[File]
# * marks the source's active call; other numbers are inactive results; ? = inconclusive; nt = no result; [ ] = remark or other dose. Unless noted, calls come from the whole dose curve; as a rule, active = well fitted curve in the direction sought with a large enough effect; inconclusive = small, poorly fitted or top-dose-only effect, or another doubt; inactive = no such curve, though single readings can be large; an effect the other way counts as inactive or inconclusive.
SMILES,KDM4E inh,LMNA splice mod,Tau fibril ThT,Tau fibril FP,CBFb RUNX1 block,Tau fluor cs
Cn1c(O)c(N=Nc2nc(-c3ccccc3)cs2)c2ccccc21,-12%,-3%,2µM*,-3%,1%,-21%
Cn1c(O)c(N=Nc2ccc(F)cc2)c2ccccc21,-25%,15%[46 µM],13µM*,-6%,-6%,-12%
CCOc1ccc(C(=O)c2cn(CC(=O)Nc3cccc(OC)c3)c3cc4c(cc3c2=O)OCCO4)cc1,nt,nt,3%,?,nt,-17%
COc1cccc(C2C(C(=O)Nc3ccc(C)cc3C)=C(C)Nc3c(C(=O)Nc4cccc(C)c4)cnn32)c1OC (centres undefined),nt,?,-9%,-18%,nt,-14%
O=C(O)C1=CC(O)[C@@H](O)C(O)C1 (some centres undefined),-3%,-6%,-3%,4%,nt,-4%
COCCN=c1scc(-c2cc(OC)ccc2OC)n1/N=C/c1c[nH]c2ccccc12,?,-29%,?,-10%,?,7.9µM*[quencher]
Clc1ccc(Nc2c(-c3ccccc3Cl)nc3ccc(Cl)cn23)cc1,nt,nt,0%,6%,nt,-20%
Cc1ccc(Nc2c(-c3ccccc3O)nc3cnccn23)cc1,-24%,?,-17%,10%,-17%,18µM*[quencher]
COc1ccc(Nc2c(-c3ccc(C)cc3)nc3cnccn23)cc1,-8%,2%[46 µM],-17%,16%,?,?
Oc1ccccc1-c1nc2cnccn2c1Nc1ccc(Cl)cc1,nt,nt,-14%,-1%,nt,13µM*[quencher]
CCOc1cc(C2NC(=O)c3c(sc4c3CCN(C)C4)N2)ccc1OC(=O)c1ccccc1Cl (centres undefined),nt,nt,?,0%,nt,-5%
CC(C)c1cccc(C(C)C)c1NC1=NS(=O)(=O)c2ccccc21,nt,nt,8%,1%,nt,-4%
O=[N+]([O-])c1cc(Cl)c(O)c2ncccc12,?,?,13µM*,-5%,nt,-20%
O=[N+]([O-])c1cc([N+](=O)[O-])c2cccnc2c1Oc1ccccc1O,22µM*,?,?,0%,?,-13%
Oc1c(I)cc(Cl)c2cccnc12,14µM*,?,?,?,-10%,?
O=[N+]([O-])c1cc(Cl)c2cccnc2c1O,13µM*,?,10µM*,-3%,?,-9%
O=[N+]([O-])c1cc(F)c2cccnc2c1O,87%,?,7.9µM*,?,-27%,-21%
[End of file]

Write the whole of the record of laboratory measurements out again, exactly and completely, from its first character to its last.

# * marks the source's active call; other numbers are inactive results; ? = inconclusive; nt = no result; [ ] = remark or other dose. Unless noted, calls come from the whole dose curve; as a rule, active = well fitted curve in the direction sought with a large enough effect; inconclusive = small, poorly fitted or top-dose-only effect, or another doubt; inactive = no such curve, though single readings can be large; an effect the other way counts as inactive or inconclusive.
SMILES,KDM4E inh,LMNA splice mod,Tau fibril ThT,Tau fibril FP,CBFb RUNX1 block,Tau fluor cs
Cn1c(O)c(N=Nc2nc(-c3ccccc3)cs2)c2ccccc21,-12%,-3%,2µM*,-3%,1%,-21%
Cn1c(O)c(N=Nc2ccc(F)cc2)c2ccccc21,-25%,15%[46 µM],13µM*,-6%,-6%,-12%
CCOc1ccc(C(=O)c2cn(CC(=O)Nc3cccc(OC)c3)c3cc4c(cc3c2=O)OCCO4)cc1,nt,nt,3%,?,nt,-17%
COc1cccc(C2C(C(=O)Nc3ccc(C)cc3C)=C(C)Nc3c(C(=O)Nc4cccc(C)c4)cnn32)c1OC (centres undefined),nt,?,-9%,-18%,nt,-14%
O=C(O)C1=CC(O)[C@@H](O)C(O)C1 (some centres undefined),-3%,-6%,-3%,4%,nt,-4%
COCCN=c1scc(-c2cc(OC)ccc2OC)n1/N=C/c1c[nH]c2ccccc12,?,-29%,?,-10%,?,7.9µM*[quencher]
Clc1ccc(Nc2c(-c3ccccc3Cl)nc3ccc(Cl)cn23)cc1,nt,nt,0%,6%,nt,-20%
Cc1ccc(Nc2c(-c3ccccc3O)nc3cnccn23)cc1,-24%,?,-17%,10%,-17%,18µM*[quencher]
COc1ccc(Nc2c(-c3ccc(C)cc3)nc3cnccn23)cc1,-8%,2%[46 µM],-17%,16%,?,?
Oc1ccccc1-c1nc2cnccn2c1Nc1ccc(Cl)cc1,nt,nt,-14%,-1%,nt,13µM*[quencher]
CCOc1cc(C2NC(=O)c3c(sc4c3CCN(C)C4)N2)ccc1OC(=O)c1ccccc1Cl (centres undefined),nt,nt,?,0%,nt,-5%
CC(C)c1cccc(C(C)C)c1NC1=NS(=O)(=O)c2ccccc21,nt,nt,8%,1%,nt,-4%
O=[N+]([O-])c1cc(Cl)c(O)c2ncccc12,?,?,13µM*,-5%,nt,-20%
O=[N+]([O-])c1cc([N+](=O)[O-])c2cccnc2c1Oc1ccccc1O,22µM*,?,?,0%,?,-13%
Oc1c(I)cc(Cl)c2cccnc12,14µM*,?,?,?,-10%,?
O=[N+]([O-])c1cc(Cl)c2cccnc2c1O,13µM*,?,10µM*,-3%,?,-9%
O=[N+]([O-])c1cc(F)c2cccnc2c1O,87%,?,7.9µM*,?,-27%,-21%